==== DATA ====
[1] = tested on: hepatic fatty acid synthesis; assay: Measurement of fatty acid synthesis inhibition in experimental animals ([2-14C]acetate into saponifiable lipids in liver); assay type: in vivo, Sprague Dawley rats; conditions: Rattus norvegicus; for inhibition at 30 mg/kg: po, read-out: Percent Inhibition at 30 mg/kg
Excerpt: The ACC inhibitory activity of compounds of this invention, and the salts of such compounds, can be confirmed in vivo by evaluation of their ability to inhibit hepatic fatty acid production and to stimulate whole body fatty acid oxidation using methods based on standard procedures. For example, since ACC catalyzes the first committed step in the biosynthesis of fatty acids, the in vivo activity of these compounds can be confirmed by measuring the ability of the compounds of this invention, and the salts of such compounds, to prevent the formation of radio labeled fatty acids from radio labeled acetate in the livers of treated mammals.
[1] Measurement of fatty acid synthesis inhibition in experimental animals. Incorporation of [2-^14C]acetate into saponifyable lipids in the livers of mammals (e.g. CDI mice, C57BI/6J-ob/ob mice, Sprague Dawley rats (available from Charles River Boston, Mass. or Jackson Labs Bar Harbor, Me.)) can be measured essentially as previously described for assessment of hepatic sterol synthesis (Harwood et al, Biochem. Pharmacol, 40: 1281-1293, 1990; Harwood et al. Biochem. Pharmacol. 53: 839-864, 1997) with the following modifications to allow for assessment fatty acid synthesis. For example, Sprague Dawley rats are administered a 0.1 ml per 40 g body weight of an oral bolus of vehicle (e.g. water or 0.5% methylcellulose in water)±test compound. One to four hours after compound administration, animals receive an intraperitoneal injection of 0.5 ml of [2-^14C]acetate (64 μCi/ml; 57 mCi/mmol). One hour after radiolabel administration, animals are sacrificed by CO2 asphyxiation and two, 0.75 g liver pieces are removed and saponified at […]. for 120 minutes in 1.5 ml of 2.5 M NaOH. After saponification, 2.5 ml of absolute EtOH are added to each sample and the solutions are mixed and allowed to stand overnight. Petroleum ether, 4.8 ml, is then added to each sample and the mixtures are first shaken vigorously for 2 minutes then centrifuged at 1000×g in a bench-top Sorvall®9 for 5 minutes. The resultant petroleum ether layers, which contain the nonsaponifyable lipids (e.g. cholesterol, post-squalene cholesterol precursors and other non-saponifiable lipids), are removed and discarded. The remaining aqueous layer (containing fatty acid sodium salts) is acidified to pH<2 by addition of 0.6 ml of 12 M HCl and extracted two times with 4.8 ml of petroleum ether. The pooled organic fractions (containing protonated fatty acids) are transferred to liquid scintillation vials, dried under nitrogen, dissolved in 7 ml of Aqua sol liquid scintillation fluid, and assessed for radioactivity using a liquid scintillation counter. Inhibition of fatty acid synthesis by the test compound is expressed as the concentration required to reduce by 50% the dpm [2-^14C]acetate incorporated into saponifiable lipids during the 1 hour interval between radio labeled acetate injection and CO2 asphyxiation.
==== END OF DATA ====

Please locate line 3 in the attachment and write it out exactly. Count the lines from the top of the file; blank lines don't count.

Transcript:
[1] Measurement of fatty acid synthesis inhibition in experimental animals. Incorporation of [2-^14C]acetate into saponifyable lipids in the livers of mammals (e.g. CDI mice, C57BI/6J-ob/ob mice, Sprague Dawley rats (available from Charles River Boston, Mass. or Jackson Labs Bar Harbor, Me.)) can be measured essentially as previously described for assessment of hepatic sterol synthesis (Harwood et al, Biochem. Pharmacol, 40: 1281-1293, 1990; Harwood et al. Biochem. Pharmacol. 53: 839-864, 1997) with the following modifications to allow for assessment fatty acid synthesis. For example, Sprague Dawley rats are administered a 0.1 ml per 40 g body weight of an oral bolus of vehicle (e.g. water or 0.5% methylcellulose in water)±test compound. One to four hours after compound administration, animals receive an intraperitoneal injection of 0.5 ml of [2-^14C]acetate (64 μCi/ml; 57 mCi/mmol). One hour after radiolabel administration, animals are sacrificed by CO2 asphyxiation and two, 0.75 g liver pieces are removed and saponified at […]. for 120 minutes in 1.5 ml of 2.5 M NaOH. After saponification, 2.5 ml of absolute EtOH are added to each sample and the solutions are mixed and allowed to stand overnight. Petroleum ether, 4.8 ml, is then added to each sample and the mixtures are first shaken vigorously for 2 minutes then centrifuged at 1000×g in a bench-top Sorvall®9 for 5 minutes. The resultant petroleum ether layers, which contain the nonsaponifyable lipids (e.g. cholesterol, post-squalene cholesterol precursors and other non-saponifiable lipids), are removed and discarded. The remaining aqueous layer (containing fatty acid sodium salts) is acidified to pH<2 by addition of 0.6 ml of 12 M HCl and extracted two times with 4.8 ml of petroleum ether. The pooled organic fractions (containing protonated fatty acids) are transferred to liquid scintillation vials, dried under nitrogen, dissolved in 7 ml of Aqua sol liquid scintillation fluid, and assessed for radioactivity using a liquid scintillation counter. Inhibition of fatty acid synthesis by the test compound is expressed as the concentration required to reduce by 50% the dpm [2-^14C]acetate incorporated into saponifiable lipids during the 1 hour interval between radio labeled acetate injection and CO2 asphyxiation.